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Boat Race


Boat Race nouka baich in Bangla and very popular game in riverine areas of Bangladesh. Boat race demonstrates the boatmen's technique and prowess in giving their boats the maximum speed and forward direction. In national boat race the boats have to cover a distance of 650 meter. Each boat can be manned by 7, 25, 50 or 100 persons.

Boat race in the Buriganga [Courtesy: Amanul Huq]

Rivers form an integral part of Bangladesh's history, tradition, literature, culture and sports. Boat race consequently, is an important element of folk culture. Rivercrafts help create ports and markets requiring the services of expert carpenters, who are often found to compete in skills in making boats. Different districts have different types of boat. In dhaka, gaffargaon and mymensingh kosha type of boats are mostly used for racing. These boats are narrow in shape and can be as long as 150 to 200 feet. Their front and back are straight.

These boats are made of timber of local shal, shil, karai and chambul trees. In Dhaka, faridpur, tangail and pabna districts narrow and long boats are used in racing. Their lengths can be 150 to 200 feet but the backs are about 5 feet above the water and their fronts almost touch the water. Their front and back have many decorative works. These are also made of timber of shal, garjan, shil karai and chambul. In comilla, brahmanbaria, ajmiriganj and sylhet sarengi boats are used for racing. These are about 150 to 200 feet in length and 5 to 6 feet in breadth. Their front and the back are flat like the beak of a duck and remain 2 to 3 feet above the water. In chittagong, sandwip and lower noakhali areas sampan boats are used for racing. These are made like ships. In Dhaka and Faridpur goyna boats are used for racing. These are 100 to 125 feet in length and have a breadth of 8 to 9 feet in the middle. Their front remains 3 feet above the water and the back remains 4 to 5 feet above the water.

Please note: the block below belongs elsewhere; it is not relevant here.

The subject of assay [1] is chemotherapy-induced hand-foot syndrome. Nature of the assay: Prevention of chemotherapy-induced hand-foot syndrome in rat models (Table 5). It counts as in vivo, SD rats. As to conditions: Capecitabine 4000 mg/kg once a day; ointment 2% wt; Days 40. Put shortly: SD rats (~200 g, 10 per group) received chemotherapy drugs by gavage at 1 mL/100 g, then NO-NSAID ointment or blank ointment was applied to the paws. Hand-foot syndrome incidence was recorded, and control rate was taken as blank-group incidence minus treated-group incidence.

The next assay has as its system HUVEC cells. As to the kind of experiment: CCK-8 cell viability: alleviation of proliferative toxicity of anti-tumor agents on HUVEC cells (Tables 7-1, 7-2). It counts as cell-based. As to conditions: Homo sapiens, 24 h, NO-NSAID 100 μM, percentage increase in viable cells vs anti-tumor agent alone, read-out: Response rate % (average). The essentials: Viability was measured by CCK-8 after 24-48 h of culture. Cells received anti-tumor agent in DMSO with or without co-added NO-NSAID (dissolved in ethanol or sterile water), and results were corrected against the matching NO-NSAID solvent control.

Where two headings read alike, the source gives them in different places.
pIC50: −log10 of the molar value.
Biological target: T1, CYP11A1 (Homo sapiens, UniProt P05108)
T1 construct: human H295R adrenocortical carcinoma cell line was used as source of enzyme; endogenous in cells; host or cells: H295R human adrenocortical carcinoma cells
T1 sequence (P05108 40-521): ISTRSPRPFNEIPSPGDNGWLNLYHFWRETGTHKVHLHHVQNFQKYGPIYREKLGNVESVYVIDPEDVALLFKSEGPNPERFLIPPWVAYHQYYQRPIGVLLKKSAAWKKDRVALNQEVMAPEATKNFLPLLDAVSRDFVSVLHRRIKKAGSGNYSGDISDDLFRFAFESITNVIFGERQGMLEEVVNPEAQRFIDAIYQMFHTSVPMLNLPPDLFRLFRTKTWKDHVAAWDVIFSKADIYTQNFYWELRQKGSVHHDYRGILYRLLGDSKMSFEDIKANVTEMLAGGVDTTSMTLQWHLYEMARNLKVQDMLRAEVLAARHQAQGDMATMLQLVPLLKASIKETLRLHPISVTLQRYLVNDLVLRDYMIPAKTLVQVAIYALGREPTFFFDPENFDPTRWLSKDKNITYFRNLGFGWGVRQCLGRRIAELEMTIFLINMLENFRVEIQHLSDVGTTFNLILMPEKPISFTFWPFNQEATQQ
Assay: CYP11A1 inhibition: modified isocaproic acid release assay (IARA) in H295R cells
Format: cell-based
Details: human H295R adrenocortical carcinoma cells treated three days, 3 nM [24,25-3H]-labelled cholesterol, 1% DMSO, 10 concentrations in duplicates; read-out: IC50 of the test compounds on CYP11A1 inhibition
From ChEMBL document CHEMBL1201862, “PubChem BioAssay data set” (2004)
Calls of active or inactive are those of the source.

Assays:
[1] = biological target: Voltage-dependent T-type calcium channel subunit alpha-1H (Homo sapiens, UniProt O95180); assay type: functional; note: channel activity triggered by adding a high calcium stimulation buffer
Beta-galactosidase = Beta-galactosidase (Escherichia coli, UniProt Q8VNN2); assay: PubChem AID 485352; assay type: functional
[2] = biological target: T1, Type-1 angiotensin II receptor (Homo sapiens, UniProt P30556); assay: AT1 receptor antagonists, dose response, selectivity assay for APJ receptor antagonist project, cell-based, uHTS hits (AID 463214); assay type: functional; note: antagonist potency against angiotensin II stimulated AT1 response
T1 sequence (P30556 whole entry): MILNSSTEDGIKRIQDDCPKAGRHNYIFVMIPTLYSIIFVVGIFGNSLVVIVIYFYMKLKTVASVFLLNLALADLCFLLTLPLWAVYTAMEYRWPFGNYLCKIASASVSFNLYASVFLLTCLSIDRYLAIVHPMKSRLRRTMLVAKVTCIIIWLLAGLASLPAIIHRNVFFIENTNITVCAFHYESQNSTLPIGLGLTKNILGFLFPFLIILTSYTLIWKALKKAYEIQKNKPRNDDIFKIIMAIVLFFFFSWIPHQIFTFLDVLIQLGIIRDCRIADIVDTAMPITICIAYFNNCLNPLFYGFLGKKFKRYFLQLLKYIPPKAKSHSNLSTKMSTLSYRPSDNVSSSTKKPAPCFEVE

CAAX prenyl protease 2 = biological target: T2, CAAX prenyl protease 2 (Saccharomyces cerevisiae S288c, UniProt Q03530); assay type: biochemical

During Muslim rule, nawabs and other ruling class people used to organise boat race. According to some sources, they used their naval fleet for this purpose. In the coastal belt of East Bengal it was necessary to maintain naval forces to protect the kingdom or occupy other kingdoms. The bara-bhuiyans of Bengal fought against the Mughal on the basis of their naval strength. A Naval force was also used to suppress Magh and Harmad pirates. Their fleet used to have sleek boats known as 'chhip'. The boat-based naval fleets of those days are no longer there but thanks to boat racing, the excitement of their speed is enjoyed even now by the common people of Bangladesh.

In Bangladesh boat races are usually held during the Bengali months of Bhadra and Ashwin. While racing, the boatmen sing in chorus seeking God's blessings. The boats are named attractively, proclaiming their speed or design, for example, the Jharer Pakhi (bird of the storm), Pankhiraj (the king of birds), Saimun, Tufan Mail, Mayur Pankhi, Agradoot, Dipraj and Sonar Tari (golden boat).

Before boarding their boats, boatmen purify themselves and wear uniform vests and tie up scarves of the same colour around their head. Those who row standing take their position at the back. The leader stays in the middle. The drummers and the singers provide beat and tempo to the boatmen.

To encourage boat racing and improve its organisation, the Bangladesh Rowing Federation was formed in 1974. It helped establish a link between traditional boat racing and modern rowing. The federation is a member of several international rowing federations. To encourage this sport, every year a colourful national boat race is organised. In 1990, an international boat race was also organised. [S M Mahfuzur Rahman]